Including traffic on other networks that have no relationship to the WAN? eg: traffic between networks on OPT1 and OPT2. That sounds pretty severe.



  • @Derelict:

    Yes. Causing a duplicate IP address for WAN address will cause just about all traffic to stop, depending on the nature of the traffic.

    Also, what of the hard lock-up? That does not sound like a reasonable response to detecting a duplicate WAN IP address.


  • Netgate

    Doubt any of that actually happened. But it depends on the nature of the traffic as I said before. Creating an IP address conflict for WAN address is not something you want to do on any router/firewall.



  • @Derelict:

    Doubt any of that actually happened. But it depends on the nature of the traffic as I said before. Creating an IP address conflict for WAN address is not something you want to do on any router/firewall.

    It absolutely happened, from the loss of forwarding to the hard lock-up on reboot. Traffic from networks inside the firewall could not reach other networks inside the firewall, such as coming in on one VLAN and destined for another VLAN on a different physical port. "Everything is broken" is a quote from a fellow system admin when he rang me. It was very definitely not just traffic related to the WAN.

    So, playing make-believe if you really feel you have to, does the scenario I describe sound like something that could be triggered by detection of a duplicate IP address on the WAN interface? Or is it more likely to have been caused by a failure of the system itself?


  • Netgate

    No. A duplicate IP address on WAN should not cause that sort of failure. Something else is likely at play there. Given the information provided that could be anything. It sounds like something you were doing went wrong. The duplicate IP address might just be a symptom of whatever else was done.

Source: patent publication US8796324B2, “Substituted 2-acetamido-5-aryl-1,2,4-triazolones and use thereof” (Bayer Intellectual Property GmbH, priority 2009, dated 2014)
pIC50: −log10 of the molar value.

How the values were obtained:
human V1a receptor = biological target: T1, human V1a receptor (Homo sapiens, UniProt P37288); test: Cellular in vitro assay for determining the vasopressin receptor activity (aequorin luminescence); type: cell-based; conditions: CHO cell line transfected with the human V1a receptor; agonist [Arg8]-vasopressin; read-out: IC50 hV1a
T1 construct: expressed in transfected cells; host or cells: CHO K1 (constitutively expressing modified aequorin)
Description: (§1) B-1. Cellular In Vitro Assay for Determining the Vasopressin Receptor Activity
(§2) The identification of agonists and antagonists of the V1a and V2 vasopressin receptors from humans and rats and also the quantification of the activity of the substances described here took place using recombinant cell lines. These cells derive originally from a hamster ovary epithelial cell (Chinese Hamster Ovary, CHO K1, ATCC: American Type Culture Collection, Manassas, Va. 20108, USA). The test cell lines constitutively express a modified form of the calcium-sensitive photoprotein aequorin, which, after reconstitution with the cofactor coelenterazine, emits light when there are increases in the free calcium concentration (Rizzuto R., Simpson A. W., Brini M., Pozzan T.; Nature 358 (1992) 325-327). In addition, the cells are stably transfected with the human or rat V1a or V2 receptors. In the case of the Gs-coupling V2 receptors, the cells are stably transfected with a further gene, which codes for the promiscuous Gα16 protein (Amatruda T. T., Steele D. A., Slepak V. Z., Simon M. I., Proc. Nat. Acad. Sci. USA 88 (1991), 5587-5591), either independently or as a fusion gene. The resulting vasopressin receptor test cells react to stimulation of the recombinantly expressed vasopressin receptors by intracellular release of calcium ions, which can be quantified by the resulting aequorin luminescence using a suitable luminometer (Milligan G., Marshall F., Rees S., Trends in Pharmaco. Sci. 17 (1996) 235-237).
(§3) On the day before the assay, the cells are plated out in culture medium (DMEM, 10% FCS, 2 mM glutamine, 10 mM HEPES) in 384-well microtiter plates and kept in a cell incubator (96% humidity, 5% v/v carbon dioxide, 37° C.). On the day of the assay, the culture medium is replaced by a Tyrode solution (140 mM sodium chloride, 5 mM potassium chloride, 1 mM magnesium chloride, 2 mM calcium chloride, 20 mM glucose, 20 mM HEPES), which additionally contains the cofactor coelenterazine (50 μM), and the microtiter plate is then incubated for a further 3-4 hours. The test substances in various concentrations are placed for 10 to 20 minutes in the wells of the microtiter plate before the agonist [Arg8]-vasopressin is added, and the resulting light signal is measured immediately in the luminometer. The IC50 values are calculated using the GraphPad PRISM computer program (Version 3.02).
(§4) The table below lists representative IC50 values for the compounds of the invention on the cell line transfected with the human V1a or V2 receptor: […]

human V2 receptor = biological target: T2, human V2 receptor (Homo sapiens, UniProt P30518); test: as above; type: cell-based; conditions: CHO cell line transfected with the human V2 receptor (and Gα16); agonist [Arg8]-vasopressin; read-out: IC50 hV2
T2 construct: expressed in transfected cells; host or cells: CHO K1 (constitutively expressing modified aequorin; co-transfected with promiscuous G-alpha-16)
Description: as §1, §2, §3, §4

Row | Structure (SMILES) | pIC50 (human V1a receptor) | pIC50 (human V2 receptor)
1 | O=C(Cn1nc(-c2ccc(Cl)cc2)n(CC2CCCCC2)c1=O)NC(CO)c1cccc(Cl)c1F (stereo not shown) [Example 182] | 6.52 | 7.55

• @Derelict:

    No. A duplicate IP address on WAN should not cause that sort of failure. Something else is likely at play there. Given the information provided that could be anything. It sounds like something you were doing went wrong. The duplicate IP address might just be a symptom of whatever else was done.

    Absolute honest truth, I installed pfSense on a box that was totally disconnected apart from its IPMI interface. Even on a separate power phase from the firewall that went down. Configuration performed on the new install prior to having to press it into service was zero beyond changing the admin password. A very brief connection from igb3 to a switch port that was access VLAN 1 (a VLAN otherwise unused on our network, and not configured on the firewalls) to confirm port identity, and that not until about 08:18, at least four minutes after people started reporting loss of service.

    I just want it to go away. It sucks being blamed for breaking a system I didn't touch. I was utterly paranoid about the possibility of the new install conflicting, no matter how unlikely, so made sure that all network cables were disconnected prior to starting and then verified switch config before connecting igb3.

    I've got the system logs being couriered to me soon, so hopefully I'll actually be able to see what the consultant saw. All I have right now is syslog, which doesn't show anything untoward. At present I just have his report.



  • Got the logs. No idea how the consultant reached his conclusion as the system.log has no entries until a couple of hours after the outage started. In fact, none of the logs with entries during the timeframe around the outage show anything vaguely helpful except for documenting the precise time when things began going south; the timing-out of OpenvPN connections, the retry attempts for IPsec.

    Anyone know what a duplicate IP address looks like in the logs?